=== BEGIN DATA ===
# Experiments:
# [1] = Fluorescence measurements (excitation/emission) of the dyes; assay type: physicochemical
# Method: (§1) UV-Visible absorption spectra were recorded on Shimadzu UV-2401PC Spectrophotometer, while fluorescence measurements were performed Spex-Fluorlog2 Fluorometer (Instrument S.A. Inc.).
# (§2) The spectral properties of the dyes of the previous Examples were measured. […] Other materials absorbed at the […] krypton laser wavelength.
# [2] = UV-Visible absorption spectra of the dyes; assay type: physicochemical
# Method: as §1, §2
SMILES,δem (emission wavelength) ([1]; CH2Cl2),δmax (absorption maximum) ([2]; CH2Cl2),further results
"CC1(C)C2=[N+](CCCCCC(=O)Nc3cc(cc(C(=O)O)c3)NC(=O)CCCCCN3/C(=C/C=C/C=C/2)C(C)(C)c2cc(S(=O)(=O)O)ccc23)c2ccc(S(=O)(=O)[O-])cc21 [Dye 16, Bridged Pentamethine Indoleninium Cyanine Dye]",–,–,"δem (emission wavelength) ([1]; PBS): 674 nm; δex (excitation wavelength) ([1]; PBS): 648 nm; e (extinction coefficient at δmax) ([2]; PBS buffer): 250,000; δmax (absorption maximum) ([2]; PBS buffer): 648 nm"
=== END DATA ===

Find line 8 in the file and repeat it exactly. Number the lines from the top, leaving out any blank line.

"CC1(C)C2=[N+](CCCCCC(=O)Nc3cc(cc(C(=O)O)c3)NC(=O)CCCCCN3/C(=C/C=C/C=C/2)C(C)(C)c2cc(S(=O)(=O)O)ccc23)c2ccc(S(=O)(=O)[O-])cc21 [Dye 16, Bridged Pentamethine Indoleninium Cyanine Dye]",–,–,"δem (emission wavelength) ([1]; PBS): 674 nm; δex (excitation wavelength) ([1]; PBS): 648 nm; e (extinction coefficient at δmax) ([2]; PBS buffer): 250,000; δmax (absorption maximum) ([2]; PBS buffer): 648 nm"